The same holds true for the depiction of applicable view distances, which was derived from considerations on achievable image quality (in the near field) and ability to render very large numbers of trees (in the far field).

supported geometry - Does the algorithm support full trees, or does it only render branches or leaves? Algorithms that only deal with one or the other need to be combined with suitable alternatives, which may lead to visual discrepancies in the way levels of detail are handled.

view dependent LOD - Is there integral support for distance or view di- rection based levels of detail, such as multiresolution representa- tions?

animation - Does the algorithm support dynamic scenes, eg. movement of branches due to wind? Physical simulation is not required, but


it should be possible to add without major recalculations for each frame.

dynamic lighting - Does the algorithm support dynamic lighting? Static normal mapping is almost always possible, so we restrict this crite- rion to more complex effects like self shadowing.

quality - How good is the image quality in comparison to other algo- rithms with similar features?

performance - How fast is the algorithm?

memory requirements - How much memory does the algorithm con- sume? This includes global memory requirements (needed once for all instances, eg. impostor textures) as well as per-instance memory consumption (if instancing is available). The rating is subjectively based on a comparison with other algorithms.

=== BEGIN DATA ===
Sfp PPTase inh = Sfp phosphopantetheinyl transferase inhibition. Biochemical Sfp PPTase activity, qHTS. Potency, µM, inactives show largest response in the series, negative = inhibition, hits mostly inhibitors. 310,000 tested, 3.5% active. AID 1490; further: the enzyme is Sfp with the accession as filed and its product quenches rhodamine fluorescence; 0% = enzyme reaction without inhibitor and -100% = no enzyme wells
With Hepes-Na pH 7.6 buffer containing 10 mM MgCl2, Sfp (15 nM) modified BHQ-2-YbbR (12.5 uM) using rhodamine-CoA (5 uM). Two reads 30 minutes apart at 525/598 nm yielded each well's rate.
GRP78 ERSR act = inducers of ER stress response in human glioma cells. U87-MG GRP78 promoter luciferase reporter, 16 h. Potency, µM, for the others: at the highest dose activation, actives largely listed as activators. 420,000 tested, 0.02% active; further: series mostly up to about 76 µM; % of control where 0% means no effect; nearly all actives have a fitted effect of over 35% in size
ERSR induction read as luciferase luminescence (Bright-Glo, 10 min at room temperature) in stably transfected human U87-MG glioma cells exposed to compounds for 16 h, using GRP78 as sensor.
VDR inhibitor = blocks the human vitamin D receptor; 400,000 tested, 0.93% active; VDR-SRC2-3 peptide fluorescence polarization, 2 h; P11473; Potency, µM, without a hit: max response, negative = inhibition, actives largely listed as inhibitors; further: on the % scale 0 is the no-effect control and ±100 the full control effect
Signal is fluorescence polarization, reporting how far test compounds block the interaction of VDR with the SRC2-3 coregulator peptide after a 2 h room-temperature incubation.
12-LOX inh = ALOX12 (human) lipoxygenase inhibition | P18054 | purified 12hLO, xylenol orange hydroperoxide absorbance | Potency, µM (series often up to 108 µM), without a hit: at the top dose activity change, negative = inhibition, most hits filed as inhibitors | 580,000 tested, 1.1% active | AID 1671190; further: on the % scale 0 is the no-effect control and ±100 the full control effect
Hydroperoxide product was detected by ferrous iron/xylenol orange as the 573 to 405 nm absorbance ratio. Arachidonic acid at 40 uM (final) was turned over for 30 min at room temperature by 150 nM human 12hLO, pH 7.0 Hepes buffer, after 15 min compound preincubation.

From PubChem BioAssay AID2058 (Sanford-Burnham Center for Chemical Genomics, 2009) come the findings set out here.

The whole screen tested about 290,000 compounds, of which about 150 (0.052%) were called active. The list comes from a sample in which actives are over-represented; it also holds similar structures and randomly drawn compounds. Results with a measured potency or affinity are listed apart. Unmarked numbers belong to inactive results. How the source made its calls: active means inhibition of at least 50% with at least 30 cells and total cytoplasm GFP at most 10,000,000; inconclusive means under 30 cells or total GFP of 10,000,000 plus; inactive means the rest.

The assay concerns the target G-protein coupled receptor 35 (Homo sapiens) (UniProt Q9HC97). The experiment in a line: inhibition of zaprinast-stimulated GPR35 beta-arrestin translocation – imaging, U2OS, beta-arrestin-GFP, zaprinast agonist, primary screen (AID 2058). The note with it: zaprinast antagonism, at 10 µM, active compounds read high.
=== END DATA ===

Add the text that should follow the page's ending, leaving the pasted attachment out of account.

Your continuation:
Distance range - At which distances is the algorithm best used? At the extreme near field, leaf details such as veins and edge structure should be visible; the extreme far field requires the representation of a very large number (106to107) of trees.

State Of The Art Summary

In a perfect world, an algorithm would support all the features in table 2.1, at a very high quality and in real time, over the entire range of view distances. However, practically all current algorithms include some fea- tures at the cost of others.

For example, approaches that only support branches or foliage will be difficult to integrate if real-time animation is desired, and care must be taken to coordinate level of detail methods if branches and foliage are rendered separately. Image based approaches are also difficult to inte- grate with animation, since they typically involve extensive preprocess- ing and offline generation of textures which may need to be adjusted for dynamic lighting or animation. A notable exception is [MNP01], which does support dynamic lighting at the expense of significantly increased memory demands and rendering overhead.

Referring to the distance ranges depicted in Table2.1, it is apparent that most rendering techniques focus on a ’moderate’ distance range, where vegetation is both distant enough to allow a significant reduction in detail, but not far enough that a very large number of plants needs